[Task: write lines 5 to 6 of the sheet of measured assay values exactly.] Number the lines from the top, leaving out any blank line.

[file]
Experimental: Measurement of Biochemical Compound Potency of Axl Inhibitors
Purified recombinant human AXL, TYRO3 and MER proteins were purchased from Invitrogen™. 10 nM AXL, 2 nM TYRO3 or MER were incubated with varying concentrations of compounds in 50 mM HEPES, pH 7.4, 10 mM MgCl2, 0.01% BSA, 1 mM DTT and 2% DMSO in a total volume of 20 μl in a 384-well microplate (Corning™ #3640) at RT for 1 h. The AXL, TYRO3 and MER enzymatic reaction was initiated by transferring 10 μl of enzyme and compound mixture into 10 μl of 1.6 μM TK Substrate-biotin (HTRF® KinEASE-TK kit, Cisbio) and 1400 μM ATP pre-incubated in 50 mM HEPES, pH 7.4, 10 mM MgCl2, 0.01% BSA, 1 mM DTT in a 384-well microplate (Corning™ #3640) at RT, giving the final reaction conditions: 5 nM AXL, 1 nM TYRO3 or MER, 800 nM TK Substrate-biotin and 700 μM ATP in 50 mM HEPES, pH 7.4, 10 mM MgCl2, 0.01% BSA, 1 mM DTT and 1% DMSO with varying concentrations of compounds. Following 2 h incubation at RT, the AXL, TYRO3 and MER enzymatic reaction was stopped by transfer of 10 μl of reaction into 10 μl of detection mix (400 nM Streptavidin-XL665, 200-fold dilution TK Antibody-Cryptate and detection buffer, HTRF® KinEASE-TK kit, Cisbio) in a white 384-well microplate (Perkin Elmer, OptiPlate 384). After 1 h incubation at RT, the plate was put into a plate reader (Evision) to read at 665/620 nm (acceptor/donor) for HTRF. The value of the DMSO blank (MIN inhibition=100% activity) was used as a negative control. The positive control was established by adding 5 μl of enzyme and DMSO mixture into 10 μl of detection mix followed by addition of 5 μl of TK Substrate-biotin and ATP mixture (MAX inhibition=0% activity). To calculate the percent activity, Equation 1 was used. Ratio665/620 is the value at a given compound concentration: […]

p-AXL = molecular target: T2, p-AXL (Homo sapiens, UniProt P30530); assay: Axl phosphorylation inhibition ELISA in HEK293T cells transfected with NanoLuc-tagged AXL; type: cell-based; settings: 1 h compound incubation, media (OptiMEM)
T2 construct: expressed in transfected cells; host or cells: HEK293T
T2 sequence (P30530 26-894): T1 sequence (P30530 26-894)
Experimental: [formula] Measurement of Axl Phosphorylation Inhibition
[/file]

T2 sequence (P30530 26-894): T1 sequence (P30530 26-894)
Experimental: [formula] Measurement of Axl Phosphorylation Inhibition